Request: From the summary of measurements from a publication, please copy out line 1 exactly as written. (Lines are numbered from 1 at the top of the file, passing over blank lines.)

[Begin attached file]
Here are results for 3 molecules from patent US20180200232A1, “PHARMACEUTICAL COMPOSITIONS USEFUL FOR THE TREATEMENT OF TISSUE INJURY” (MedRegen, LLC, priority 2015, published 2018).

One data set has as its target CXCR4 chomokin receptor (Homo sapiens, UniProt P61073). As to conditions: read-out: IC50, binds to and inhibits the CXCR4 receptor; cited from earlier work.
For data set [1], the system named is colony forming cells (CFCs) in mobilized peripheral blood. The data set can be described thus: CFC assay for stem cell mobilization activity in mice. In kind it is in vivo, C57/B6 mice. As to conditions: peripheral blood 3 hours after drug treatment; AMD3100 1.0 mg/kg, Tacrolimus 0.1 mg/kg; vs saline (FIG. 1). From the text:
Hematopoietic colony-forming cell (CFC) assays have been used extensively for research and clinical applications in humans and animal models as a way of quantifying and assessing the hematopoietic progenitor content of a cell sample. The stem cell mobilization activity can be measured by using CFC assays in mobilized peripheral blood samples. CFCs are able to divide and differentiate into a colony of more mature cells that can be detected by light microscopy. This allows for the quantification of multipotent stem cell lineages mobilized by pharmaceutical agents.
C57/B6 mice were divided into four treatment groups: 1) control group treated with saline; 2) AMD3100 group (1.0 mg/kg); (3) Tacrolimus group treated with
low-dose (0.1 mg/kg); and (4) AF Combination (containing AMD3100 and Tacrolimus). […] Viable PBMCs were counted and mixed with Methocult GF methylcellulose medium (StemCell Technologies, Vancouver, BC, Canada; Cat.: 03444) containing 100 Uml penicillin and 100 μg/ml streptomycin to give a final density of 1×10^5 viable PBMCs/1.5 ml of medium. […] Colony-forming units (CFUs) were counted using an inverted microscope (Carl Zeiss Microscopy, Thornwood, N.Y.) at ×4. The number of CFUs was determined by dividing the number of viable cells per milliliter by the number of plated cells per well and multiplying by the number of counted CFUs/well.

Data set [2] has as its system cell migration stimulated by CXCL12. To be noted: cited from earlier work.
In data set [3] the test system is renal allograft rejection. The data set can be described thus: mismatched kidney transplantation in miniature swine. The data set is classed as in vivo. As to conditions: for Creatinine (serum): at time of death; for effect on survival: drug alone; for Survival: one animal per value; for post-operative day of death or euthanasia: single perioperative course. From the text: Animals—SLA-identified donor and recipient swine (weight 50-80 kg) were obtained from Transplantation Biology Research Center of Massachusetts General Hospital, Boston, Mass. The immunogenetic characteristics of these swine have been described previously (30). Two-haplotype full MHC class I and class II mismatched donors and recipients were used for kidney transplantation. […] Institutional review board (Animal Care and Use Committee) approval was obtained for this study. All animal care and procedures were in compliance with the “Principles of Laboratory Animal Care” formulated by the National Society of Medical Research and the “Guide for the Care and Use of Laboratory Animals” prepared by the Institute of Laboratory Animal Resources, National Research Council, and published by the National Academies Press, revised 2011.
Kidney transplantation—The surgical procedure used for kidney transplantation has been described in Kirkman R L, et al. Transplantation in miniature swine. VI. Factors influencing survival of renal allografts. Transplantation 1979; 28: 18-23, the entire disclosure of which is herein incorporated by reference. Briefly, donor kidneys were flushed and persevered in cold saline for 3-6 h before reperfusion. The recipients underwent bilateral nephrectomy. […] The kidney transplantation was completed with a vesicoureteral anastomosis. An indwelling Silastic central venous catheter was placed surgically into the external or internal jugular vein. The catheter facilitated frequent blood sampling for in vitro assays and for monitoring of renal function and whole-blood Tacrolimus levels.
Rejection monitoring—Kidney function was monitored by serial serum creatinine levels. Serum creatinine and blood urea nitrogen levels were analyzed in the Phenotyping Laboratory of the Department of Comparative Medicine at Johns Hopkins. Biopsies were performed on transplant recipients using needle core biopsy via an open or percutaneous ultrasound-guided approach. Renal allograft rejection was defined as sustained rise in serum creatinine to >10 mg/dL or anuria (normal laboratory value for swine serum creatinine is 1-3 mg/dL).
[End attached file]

Here are results for 3 molecules from patent US20180200232A1, “PHARMACEUTICAL COMPOSITIONS USEFUL FOR THE TREATEMENT OF TISSUE INJURY” (MedRegen, LLC, priority 2015, published 2018).